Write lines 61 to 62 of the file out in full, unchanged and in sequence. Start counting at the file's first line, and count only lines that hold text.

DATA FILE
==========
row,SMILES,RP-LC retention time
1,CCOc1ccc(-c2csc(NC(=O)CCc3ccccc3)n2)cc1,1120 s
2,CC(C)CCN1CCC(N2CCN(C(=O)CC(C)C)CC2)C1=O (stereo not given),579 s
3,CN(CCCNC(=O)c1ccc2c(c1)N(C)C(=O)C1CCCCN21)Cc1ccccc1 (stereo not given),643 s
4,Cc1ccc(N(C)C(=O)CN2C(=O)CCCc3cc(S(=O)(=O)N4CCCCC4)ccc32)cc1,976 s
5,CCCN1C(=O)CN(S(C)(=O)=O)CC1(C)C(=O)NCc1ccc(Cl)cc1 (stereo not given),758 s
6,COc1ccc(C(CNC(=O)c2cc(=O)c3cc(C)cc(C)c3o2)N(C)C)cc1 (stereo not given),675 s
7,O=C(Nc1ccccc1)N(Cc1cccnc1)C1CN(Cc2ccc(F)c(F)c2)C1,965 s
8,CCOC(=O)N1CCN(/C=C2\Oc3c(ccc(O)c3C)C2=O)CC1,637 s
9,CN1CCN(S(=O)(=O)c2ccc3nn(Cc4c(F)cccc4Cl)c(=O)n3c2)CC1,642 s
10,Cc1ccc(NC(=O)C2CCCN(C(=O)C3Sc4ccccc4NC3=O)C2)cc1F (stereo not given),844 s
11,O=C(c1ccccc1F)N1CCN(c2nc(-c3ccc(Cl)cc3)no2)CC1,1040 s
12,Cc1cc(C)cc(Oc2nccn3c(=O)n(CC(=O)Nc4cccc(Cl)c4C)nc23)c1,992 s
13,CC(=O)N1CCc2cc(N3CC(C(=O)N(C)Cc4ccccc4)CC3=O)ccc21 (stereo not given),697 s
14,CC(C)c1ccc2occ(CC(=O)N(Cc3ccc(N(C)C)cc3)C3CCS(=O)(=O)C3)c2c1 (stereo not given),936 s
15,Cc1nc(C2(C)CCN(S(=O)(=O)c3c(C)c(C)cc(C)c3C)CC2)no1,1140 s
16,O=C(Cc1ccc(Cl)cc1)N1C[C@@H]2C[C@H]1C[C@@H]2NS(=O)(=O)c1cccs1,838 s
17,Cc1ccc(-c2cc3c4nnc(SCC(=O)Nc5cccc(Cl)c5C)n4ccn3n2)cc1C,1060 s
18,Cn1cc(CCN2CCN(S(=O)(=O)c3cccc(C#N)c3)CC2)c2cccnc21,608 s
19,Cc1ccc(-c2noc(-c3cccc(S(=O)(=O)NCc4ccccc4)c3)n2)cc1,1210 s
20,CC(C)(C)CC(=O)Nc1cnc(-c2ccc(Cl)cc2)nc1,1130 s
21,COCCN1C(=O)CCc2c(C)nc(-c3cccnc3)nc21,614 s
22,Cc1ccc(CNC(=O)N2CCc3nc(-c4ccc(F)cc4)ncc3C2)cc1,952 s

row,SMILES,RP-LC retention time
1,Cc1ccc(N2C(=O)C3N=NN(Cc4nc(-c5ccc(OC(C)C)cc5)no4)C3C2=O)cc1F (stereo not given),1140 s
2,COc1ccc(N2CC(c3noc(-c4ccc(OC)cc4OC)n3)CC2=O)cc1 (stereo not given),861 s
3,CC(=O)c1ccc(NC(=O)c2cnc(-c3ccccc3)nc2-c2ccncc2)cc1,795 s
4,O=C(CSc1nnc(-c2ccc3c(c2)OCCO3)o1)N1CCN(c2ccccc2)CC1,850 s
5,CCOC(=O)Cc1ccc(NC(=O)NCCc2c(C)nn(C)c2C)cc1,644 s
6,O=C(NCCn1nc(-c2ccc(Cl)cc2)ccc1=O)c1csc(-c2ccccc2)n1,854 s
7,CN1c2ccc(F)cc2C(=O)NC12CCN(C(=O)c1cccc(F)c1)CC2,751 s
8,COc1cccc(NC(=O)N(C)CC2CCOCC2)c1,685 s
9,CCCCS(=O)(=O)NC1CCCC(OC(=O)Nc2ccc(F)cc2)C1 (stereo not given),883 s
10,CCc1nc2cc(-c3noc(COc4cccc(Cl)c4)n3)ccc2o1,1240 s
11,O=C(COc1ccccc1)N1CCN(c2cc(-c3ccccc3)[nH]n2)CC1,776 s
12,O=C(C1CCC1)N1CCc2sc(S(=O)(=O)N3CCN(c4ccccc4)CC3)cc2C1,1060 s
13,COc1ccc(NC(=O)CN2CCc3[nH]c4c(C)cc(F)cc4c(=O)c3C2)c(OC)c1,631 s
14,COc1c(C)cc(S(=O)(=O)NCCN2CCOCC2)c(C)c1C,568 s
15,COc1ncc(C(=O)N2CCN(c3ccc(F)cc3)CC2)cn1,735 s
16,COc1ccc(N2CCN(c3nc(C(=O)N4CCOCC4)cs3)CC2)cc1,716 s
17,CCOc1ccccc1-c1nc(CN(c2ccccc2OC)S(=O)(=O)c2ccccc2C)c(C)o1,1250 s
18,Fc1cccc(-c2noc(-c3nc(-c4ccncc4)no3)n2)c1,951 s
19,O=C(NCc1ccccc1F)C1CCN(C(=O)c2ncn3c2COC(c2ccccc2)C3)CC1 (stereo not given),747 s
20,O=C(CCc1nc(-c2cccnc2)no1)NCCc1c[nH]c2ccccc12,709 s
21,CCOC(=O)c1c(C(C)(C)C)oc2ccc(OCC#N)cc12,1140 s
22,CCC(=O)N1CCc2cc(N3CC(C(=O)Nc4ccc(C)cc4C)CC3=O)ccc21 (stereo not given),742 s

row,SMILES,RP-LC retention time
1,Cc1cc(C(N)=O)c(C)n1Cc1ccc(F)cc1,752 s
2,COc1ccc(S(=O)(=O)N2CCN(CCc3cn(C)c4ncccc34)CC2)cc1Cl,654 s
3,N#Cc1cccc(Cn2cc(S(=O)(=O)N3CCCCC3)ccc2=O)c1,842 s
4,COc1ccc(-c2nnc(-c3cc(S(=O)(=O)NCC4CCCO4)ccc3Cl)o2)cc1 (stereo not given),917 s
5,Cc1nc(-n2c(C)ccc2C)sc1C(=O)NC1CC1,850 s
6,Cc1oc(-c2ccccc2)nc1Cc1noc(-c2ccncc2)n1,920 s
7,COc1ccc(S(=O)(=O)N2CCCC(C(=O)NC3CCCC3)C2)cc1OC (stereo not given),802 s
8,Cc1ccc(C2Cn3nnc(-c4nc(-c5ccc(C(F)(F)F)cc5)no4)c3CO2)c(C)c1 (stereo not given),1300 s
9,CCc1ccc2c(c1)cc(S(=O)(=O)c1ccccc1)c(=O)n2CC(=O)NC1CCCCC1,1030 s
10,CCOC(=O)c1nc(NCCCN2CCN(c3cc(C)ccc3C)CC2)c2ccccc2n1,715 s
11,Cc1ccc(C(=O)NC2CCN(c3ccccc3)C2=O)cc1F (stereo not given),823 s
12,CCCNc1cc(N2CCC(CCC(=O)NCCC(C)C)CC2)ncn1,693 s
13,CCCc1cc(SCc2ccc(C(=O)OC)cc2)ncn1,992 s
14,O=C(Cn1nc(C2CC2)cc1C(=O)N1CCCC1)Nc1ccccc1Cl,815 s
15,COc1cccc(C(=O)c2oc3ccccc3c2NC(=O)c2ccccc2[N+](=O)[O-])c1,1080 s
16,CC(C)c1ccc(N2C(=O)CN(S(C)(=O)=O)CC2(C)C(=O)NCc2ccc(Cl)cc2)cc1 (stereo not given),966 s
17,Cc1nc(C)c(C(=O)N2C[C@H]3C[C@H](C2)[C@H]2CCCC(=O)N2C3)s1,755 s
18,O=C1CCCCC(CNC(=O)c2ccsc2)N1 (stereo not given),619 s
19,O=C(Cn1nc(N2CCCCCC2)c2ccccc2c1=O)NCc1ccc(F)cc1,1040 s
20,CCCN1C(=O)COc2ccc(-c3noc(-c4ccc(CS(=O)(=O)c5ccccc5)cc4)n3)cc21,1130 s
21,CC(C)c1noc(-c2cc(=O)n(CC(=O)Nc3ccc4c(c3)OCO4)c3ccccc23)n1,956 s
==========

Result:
14,O=C(Cn1nc(C2CC2)cc1C(=O)N1CCCC1)Nc1ccccc1Cl,815 s
15,COc1cccc(C(=O)c2oc3ccccc3c2NC(=O)c2ccccc2[N+](=O)[O-])c1,1080 s